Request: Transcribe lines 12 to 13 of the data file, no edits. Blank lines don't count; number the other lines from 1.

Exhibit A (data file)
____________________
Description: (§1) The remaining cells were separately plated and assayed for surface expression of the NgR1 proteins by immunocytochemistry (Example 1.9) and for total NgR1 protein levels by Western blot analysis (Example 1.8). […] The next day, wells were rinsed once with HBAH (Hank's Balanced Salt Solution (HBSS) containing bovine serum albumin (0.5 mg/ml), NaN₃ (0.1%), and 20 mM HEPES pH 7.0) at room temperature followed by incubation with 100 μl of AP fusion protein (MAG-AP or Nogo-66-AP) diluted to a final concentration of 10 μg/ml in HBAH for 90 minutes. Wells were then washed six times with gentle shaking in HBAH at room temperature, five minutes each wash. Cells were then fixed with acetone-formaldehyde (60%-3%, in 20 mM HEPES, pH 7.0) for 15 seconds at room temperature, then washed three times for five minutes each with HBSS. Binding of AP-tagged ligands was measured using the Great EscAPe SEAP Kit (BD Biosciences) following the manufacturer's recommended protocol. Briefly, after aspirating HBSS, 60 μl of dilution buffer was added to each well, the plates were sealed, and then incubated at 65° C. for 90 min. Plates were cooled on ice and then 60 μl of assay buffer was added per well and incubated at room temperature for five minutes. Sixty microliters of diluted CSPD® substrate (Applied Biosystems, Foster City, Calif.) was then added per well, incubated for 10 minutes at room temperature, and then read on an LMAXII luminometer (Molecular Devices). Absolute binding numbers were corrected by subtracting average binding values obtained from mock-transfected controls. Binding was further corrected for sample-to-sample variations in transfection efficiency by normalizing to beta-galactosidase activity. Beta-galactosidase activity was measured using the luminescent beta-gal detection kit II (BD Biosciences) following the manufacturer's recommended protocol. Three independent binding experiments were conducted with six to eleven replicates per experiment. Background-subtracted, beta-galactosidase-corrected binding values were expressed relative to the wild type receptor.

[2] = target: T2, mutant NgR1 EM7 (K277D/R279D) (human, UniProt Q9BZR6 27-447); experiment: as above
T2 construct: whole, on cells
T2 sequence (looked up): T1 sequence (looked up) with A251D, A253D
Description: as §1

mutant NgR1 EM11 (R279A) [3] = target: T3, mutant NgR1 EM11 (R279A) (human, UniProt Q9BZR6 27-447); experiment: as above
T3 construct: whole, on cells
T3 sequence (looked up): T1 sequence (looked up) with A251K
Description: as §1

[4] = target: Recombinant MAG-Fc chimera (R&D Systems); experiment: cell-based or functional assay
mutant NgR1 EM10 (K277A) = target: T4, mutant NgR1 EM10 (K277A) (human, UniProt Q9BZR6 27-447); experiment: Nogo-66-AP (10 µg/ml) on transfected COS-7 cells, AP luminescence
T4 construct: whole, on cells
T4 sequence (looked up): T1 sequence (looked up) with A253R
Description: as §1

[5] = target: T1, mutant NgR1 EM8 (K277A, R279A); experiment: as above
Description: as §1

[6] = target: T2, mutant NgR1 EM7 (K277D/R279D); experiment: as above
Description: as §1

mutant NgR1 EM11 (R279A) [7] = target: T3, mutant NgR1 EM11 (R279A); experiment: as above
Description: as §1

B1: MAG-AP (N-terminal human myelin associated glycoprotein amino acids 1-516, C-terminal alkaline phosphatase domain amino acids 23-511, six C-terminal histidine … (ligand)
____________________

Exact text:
T4 construct: whole, on cells
T4 sequence (looked up): T1 sequence (looked up) with A253R